I live in the middle of nowhere. Really, its kinda in the middle of nothing. I thought I was all alone. Then there was an advert in the paper about a monk coming to give a teaching. Ahh, but he was a westerner. Everything I have learned was from a book, an online teaching, audio, or web page. Now I’m not alone! yAy! a monk coming. He came was a nice teaching, some of us formed a Sangha and I’m not alone anymore. Wasn’t till the excitement went away things didn’t make sense to me. A monk sending bi-weekly Dharma teachings over the internet, and a local church was kind enough to let us use the church to hold our gatherings. The monk left and so we met and talked a little, so many different traditions but a Sangha yay! Everything I learned in last 6 years or more has been primarily from His Holiness the Dalai Lama, Thic Nhat Hahn, Surya Das, etc,.. So who is this Monk guy. Kelsang Rinzin of the NKT. Seemed okay till I started reading, then the Sangha did some talking and decided to get together and have some other teachings. Just a gathering to read from Pali and Tibetan Cannons. Someone mentioned this to NKT monk Kelsang Rinzin,. Did some more talking and looking around.. it seems that the NKT monk traveling with a woman, with a wallet of credit cards, wanting to charge for Dharma teachings, isn’t all that happy with some people who want to learn the basics from the canons, its been a mess. 90% of the original Sangha has vanished now is like 4 of us left and only 2 who are on the same page, and 2 who are just happy to consume and blindly follow anything that makes them feel good. No idea, I want as far away from NKT anything a Geshe I know when asked about the NKT now doesn’t respond to me. Not a damned clue. Think I’m going to turn and run as fast as I can. Seems like the more I observe the more sneaky stuff is going on. I don’t want to get any more of “it” on me. So now I’m kinda back at the beginning all over again. In the middle of nowhere and mostly still alone.

    • I’m sorry to hear you’re feeling so alone and cut off from good sources of dharma. That must feel really frustrating.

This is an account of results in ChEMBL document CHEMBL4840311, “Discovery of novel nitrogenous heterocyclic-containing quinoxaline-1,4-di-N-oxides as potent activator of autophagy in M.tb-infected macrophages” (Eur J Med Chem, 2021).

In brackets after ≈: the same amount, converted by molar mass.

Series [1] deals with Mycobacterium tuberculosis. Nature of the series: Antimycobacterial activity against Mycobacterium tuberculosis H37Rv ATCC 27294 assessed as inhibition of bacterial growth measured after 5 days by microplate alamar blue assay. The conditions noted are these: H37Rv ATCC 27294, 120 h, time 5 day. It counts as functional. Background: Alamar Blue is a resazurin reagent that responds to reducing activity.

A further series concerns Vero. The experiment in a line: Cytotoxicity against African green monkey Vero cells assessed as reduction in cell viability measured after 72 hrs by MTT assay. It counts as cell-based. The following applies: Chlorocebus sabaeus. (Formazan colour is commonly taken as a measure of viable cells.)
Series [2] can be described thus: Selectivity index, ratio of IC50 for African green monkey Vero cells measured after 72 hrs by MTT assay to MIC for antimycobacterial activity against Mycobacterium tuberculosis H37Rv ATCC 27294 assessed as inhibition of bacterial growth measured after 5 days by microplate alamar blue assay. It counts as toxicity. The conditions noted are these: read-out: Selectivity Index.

You’re right, the NKT monk probably would not have been terribly supportive of your exploration of other sources of dharma than books by Geshe Kelsang Gyatso. That is what he knows and has been trained to teach. Which is not to say it is not a valid source of Buddha’s teachings, but if you’ve been exploring other teachers and traditions, the NKT won’t be able to support you in that way. I don’t feel, however (though some may disagree with me) that he was out to exploit you financially. Yes, unlike many (if not most) traditions, they do charge for the teachings. However, for the most part, they barely break even after covering their expenses of room rental, or travel costs. As for the other Geshe who won’t respond to you re: the NKT, I’d be disappointed, but not terribly surprised. The NKT is not well respected in Tibetan Buddhist circles primarily due to their stand on the Dorje Shugden issue. When I inquired about taking classes at another Tibetan Buddhist center, I was told that I could attend as long as I had nothing further to do with Geshe Kelsang. That didn’t sit well with me either.

      Don’t despair though. Even though you have a small sangha, you do have a sangha. Even having the support of one other person in your practice is so helpful. There are so many Buddhist resources on the internet that you can take advantage of for self-study. Perhaps if you find one site that has helped you, you can email them and see how they might be able to help you. There is a teacher Anam Thubten (www.dharmata.org) who has sanghas who meet on their own and watch his videos, and probably have some other kinds of support from him.

      Best of luck to you. Don’t give up trying to find a teacher or a sangha. It will be worth your effort.

  4. I hear ya sista.
    My first one week silent vipassana retreat starts in 2 weeks!
    Like you, I have dabbled since leaving the NKT, the best thing I’ve learnt since is that it’s not in the doing, but in the being.
    I have a good routine now of at least 30 mins meditation every day, I try to be mindful, compassionate etc etc blah blah blah – but is this enough so that my mind doesn’t flip out on me? This will be a huge test for me also … bring it on!
    All the best,
    Nik

  5. Well, good for you.

    On my side, my relationship with my NKT centre has crashed and burned. It seems pretty much over.

    I don’t know where to now. It’s all pretty traumatic in my current situation, where I really thought I had the support of a community. But that’s the way it goes.